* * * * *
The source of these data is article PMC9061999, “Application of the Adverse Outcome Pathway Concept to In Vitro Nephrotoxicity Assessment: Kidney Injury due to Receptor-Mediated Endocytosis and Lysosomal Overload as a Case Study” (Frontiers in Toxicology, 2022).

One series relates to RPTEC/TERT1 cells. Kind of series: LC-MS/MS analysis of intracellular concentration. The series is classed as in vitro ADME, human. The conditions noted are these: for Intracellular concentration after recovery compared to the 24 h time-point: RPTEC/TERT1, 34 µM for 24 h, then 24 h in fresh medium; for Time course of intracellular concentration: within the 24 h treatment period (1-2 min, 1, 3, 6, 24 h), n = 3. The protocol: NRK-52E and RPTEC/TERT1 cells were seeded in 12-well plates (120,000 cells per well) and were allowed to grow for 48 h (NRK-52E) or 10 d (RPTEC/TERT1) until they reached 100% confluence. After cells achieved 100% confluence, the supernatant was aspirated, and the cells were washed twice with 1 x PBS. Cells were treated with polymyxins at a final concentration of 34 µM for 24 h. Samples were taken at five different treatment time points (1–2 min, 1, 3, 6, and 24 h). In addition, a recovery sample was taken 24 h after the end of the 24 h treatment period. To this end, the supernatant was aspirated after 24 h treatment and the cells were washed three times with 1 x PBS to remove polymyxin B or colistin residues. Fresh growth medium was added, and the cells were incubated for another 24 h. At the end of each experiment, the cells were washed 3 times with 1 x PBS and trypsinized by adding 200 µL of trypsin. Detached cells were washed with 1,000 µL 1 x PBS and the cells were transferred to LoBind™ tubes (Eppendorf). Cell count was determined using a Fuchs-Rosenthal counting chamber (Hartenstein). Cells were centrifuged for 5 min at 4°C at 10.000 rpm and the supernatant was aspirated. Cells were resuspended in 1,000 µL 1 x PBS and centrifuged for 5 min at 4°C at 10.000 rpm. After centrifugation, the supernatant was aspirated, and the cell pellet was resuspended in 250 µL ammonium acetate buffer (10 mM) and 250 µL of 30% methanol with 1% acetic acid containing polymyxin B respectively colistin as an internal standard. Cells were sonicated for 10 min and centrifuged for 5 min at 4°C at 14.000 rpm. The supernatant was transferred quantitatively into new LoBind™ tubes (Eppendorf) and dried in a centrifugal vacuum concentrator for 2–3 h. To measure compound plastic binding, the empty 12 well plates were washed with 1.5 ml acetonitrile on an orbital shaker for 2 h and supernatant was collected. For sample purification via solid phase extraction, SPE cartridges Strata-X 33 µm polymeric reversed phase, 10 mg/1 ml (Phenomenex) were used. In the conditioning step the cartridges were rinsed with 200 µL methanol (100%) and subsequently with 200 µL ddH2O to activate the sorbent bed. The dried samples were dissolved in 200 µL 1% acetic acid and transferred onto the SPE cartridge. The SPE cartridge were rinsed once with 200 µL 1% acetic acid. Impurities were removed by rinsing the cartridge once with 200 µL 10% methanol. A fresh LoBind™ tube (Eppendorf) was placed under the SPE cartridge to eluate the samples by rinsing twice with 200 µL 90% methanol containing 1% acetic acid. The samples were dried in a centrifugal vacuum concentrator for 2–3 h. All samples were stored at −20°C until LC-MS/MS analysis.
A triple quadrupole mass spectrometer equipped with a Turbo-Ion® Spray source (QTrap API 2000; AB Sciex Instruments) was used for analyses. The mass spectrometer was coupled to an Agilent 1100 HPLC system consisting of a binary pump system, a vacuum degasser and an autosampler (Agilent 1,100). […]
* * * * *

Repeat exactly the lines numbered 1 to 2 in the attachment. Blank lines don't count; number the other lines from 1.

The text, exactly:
The source of these data is article PMC9061999, “Application of the Adverse Outcome Pathway Concept to In Vitro Nephrotoxicity Assessment: Kidney Injury due to Receptor-Mediated Endocytosis and Lysosomal Overload as a Case Study” (Frontiers in Toxicology, 2022).

One series relates to RPTEC/TERT1 cells. Kind of series: LC-MS/MS analysis of intracellular concentration. The series is classed as in vitro ADME, human. The conditions noted are these: for Intracellular concentration after recovery compared to the 24 h time-point: RPTEC/TERT1, 34 µM for 24 h, then 24 h in fresh medium; for Time course of intracellular concentration: within the 24 h treatment period (1-2 min, 1, 3, 6, 24 h), n = 3. The protocol: NRK-52E and RPTEC/TERT1 cells were seeded in 12-well plates (120,000 cells per well) and were allowed to grow for 48 h (NRK-52E) or 10 d (RPTEC/TERT1) until they reached 100% confluence. After cells achieved 100% confluence, the supernatant was aspirated, and the cells were washed twice with 1 x PBS. Cells were treated with polymyxins at a final concentration of 34 µM for 24 h. Samples were taken at five different treatment time points (1–2 min, 1, 3, 6, and 24 h). In addition, a recovery sample was taken 24 h after the end of the 24 h treatment period. To this end, the supernatant was aspirated after 24 h treatment and the cells were washed three times with 1 x PBS to remove polymyxin B or colistin residues. Fresh growth medium was added, and the cells were incubated for another 24 h. At the end of each experiment, the cells were washed 3 times with 1 x PBS and trypsinized by adding 200 µL of trypsin. Detached cells were washed with 1,000 µL 1 x PBS and the cells were transferred to LoBind™ tubes (Eppendorf). Cell count was determined using a Fuchs-Rosenthal counting chamber (Hartenstein). Cells were centrifuged for 5 min at 4°C at 10.000 rpm and the supernatant was aspirated. Cells were resuspended in 1,000 µL 1 x PBS and centrifuged for 5 min at 4°C at 10.000 rpm. After centrifugation, the supernatant was aspirated, and the cell pellet was resuspended in 250 µL ammonium acetate buffer (10 mM) and 250 µL of 30% methanol with 1% acetic acid containing polymyxin B respectively colistin as an internal standard. Cells were sonicated for 10 min and centrifuged for 5 min at 4°C at 14.000 rpm. The supernatant was transferred quantitatively into new LoBind™ tubes (Eppendorf) and dried in a centrifugal vacuum concentrator for 2–3 h. To measure compound plastic binding, the empty 12 well plates were washed with 1.5 ml acetonitrile on an orbital shaker for 2 h and supernatant was collected. For sample purification via solid phase extraction, SPE cartridges Strata-X 33 µm polymeric reversed phase, 10 mg/1 ml (Phenomenex) were used. In the conditioning step the cartridges were rinsed with 200 µL methanol (100%) and subsequently with 200 µL ddH2O to activate the sorbent bed. The dried samples were dissolved in 200 µL 1% acetic acid and transferred onto the SPE cartridge. The SPE cartridge were rinsed once with 200 µL 1% acetic acid. Impurities were removed by rinsing the cartridge once with 200 µL 10% methanol. A fresh LoBind™ tube (Eppendorf) was placed under the SPE cartridge to eluate the samples by rinsing twice with 200 µL 90% methanol containing 1% acetic acid. The samples were dried in a centrifugal vacuum concentrator for 2–3 h. All samples were stored at −20°C until LC-MS/MS analysis.